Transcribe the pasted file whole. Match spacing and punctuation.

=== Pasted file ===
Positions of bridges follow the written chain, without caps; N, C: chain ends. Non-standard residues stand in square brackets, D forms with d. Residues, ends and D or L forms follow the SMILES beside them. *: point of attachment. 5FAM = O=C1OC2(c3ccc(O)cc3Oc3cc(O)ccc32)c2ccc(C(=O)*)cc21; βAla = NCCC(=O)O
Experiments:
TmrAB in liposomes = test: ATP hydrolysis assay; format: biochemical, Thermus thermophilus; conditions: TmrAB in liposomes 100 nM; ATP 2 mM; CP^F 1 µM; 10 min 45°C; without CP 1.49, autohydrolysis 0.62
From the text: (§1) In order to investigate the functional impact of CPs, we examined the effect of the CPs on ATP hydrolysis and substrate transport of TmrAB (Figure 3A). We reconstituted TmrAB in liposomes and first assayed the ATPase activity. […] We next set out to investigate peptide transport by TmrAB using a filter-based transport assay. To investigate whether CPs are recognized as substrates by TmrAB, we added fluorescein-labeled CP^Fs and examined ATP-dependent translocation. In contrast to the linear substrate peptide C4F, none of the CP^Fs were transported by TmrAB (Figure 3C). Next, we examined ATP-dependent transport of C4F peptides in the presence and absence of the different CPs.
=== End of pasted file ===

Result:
Positions of bridges follow the written chain, without caps; N, C: chain ends. Non-standard residues stand in square brackets, D forms with d. Residues, ends and D or L forms follow the SMILES beside them. *: point of attachment. 5FAM = O=C1OC2(c3ccc(O)cc3Oc3cc(O)ccc32)c2ccc(C(=O)*)cc21; βAla = NCCC(=O)O
Experiments:
TmrAB in liposomes = test: ATP hydrolysis assay; format: biochemical, Thermus thermophilus; conditions: TmrAB in liposomes 100 nM; ATP 2 mM; CP^F 1 µM; 10 min 45°C; without CP 1.49, autohydrolysis 0.62
From the text: (§1) In order to investigate the functional impact of CPs, we examined the effect of the CPs on ATP hydrolysis and substrate transport of TmrAB (Figure 3A). We reconstituted TmrAB in liposomes and first assayed the ATPase activity. […] We next set out to investigate peptide transport by TmrAB using a filter-based transport assay. To investigate whether CPs are recognized as substrates by TmrAB, we added fluorescein-labeled CP^Fs and examined ATP-dependent translocation. In contrast to the linear substrate peptide C4F, none of the CP^Fs were transported by TmrAB (Figure 3C). Next, we examined ATP-dependent transport of C4F peptides in the presence and absence of the different CPs.